Anna Deavere Smith

Anna Deavere Smith

UCSB Arts & Lectures will host playwright, actor and educator Anna Deavere Smith performing Notes From the Field Snapshots: Portraits of a World in Transition, 7 p.m. Tuesday, Feb. 2. The virtual presentation is part of UCSB A&L’s Race to Justice series. Ticket holders will be able to replay this event for one week.

Smith uses her brand of theater to explore issues of community, character and diversity in America. Honored by the MacArthur Foundation for creating “a new form of theatre – a blend of theatrical art, social commentary, journalism and intimate reverie,” she has been listening to people across the U.S. from all walks of life for decades, using Walt Whitman’s idea “to absorb America” as an inspiration.

To illustrate her goal of bringing “people across the chasms” of what she calls the “complex identities of America,” Smith performs portrayals of people she has interviewed, recreating a diversity of emotions and points of view on controversial issues.

The event is the culmination of an extensive residency working with students and faculty in the UCSB Department of Theater and Dance sponsored by Jody and John Arnhold.

This 45-minute presentation will be followed by a Q&A moderated by Stephanie Leigh Batiste, UCSB professor of English.

Best known for crafting more than 15 one-woman shows drawn from hundreds of interviews, Smith turns these conversations into scripts and transforms herself on stage into an astonishing number of characters.

Her most recent play, “Notes from the Field,” looks at the school-to-prison pipeline and injustice and inequality in low-income communities. Winner of an Obie Award and the 2017 Lortel Award for Outstanding Solo Show, “Notes from the Field” was named one of the Top 10 Plays of the year by Time magazine.

“Notes from the Field,” is a collection of students and teachers, counselors and congressmen, preachers and prisoners discussing their direct and indirect experiences with the school-to-prison pipeline.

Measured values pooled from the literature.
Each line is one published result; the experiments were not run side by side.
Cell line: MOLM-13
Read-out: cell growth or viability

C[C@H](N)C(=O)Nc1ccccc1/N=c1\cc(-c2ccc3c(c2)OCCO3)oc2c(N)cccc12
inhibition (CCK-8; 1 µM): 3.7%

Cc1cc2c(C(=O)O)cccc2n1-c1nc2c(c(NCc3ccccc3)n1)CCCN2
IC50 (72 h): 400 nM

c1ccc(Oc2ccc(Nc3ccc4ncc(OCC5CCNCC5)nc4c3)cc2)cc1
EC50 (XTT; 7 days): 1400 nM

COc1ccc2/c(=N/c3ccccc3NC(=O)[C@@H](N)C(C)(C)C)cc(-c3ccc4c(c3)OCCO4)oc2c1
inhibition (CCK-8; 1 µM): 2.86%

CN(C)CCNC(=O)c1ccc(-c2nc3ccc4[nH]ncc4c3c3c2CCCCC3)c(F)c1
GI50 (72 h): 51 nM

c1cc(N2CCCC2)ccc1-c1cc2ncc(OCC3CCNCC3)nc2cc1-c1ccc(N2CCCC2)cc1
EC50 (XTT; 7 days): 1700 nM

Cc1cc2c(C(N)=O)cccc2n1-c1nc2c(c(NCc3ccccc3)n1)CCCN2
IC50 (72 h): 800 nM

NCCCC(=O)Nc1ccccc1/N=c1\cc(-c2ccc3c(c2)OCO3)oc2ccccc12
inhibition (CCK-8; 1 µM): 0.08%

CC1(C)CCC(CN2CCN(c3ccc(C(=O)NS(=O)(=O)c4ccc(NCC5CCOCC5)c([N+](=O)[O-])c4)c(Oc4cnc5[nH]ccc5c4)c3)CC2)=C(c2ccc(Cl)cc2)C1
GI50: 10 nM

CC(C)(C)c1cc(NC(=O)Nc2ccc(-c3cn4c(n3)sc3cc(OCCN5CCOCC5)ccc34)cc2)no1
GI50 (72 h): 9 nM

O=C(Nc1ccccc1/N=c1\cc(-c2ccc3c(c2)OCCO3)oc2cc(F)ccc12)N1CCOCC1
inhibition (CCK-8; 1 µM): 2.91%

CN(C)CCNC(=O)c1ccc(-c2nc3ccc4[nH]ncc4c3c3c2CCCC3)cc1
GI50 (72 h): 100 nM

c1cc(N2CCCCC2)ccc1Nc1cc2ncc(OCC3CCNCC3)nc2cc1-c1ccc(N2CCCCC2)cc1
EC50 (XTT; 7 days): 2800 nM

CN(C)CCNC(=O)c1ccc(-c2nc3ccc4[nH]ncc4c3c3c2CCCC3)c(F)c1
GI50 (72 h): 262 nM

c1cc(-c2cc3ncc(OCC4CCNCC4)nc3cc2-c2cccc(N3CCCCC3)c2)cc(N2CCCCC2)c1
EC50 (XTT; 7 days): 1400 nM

In 2012, Smith was awarded the National Humanities Medal, presented by President Barack Obama, and in 2015, she was named the Jefferson Lecturer, the nation’s highest honor in the humanities. She also is the recipient of the Dorothy and Lillian Gish Prize, a Guggenheim Fellowship, and most recently, the 2017 Ridenhour Courage Prize and the George Polk Career Award for authentic journalism.

Smith’s breakthrough plays, “Fires in the Mirror,” a runner-up for the Pulitzer Prize and the Tony-nominated “Twilight: Los Angeles” tackle issues of race and social inequality that have become touchstones of her work. Her portrayals of patients and medical professionals in “Let Me Down Easy” delivered a vivid look at healthcare in the U.S.

Currently, Smith appears on ABC’s series “Black-ish” and the ABC legal drama “For the People.” She is probably most recognizable as the hospital administrator on Showtime’s “Nurse Jackie” and the national security advisor on NBC’s “The West Wing.” Her films include “The American President,” “Rachel Getting Married” and “Philadelphia.”

Tickets are $10 for the general public, free for UCSB students (registration required).

For tickets and more information, call UCSB Arts & Lectures, 805-893-3535 or visit